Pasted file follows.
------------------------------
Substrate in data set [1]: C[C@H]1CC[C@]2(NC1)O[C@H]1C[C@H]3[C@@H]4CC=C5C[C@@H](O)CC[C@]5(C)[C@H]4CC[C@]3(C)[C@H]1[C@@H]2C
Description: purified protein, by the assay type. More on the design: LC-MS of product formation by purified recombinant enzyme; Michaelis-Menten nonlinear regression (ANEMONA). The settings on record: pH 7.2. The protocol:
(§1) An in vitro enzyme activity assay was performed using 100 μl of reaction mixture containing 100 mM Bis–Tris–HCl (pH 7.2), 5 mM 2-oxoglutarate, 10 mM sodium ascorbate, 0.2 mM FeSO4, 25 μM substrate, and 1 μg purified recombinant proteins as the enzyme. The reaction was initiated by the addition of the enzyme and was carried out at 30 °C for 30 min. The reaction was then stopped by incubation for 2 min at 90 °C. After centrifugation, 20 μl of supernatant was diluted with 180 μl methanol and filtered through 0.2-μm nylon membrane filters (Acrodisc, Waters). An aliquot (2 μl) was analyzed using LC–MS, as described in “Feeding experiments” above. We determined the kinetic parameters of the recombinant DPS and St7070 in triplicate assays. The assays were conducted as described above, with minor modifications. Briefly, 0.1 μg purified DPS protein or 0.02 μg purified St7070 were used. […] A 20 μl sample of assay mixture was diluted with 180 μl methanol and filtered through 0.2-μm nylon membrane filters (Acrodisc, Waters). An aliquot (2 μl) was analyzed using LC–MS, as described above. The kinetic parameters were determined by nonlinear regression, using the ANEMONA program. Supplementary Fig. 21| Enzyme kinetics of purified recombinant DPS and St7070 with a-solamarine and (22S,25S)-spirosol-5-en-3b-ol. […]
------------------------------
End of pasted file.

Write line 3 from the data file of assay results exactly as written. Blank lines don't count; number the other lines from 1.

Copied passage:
(§1) An in vitro enzyme activity assay was performed using 100 μl of reaction mixture containing 100 mM Bis–Tris–HCl (pH 7.2), 5 mM 2-oxoglutarate, 10 mM sodium ascorbate, 0.2 mM FeSO4, 25 μM substrate, and 1 μg purified recombinant proteins as the enzyme. The reaction was initiated by the addition of the enzyme and was carried out at 30 °C for 30 min. The reaction was then stopped by incubation for 2 min at 90 °C. After centrifugation, 20 μl of supernatant was diluted with 180 μl methanol and filtered through 0.2-μm nylon membrane filters (Acrodisc, Waters). An aliquot (2 μl) was analyzed using LC–MS, as described in “Feeding experiments” above. We determined the kinetic parameters of the recombinant DPS and St7070 in triplicate assays. The assays were conducted as described above, with minor modifications. Briefly, 0.1 μg purified DPS protein or 0.02 μg purified St7070 were used. […] A 20 μl sample of assay mixture was diluted with 180 μl methanol and filtered through 0.2-μm nylon membrane filters (Acrodisc, Waters). An aliquot (2 μl) was analyzed using LC–MS, as described above. The kinetic parameters were determined by nonlinear regression, using the ANEMONA program. Supplementary Fig. 21| Enzyme kinetics of purified recombinant DPS and St7070 with a-solamarine and (22S,25S)-spirosol-5-en-3b-ol. […]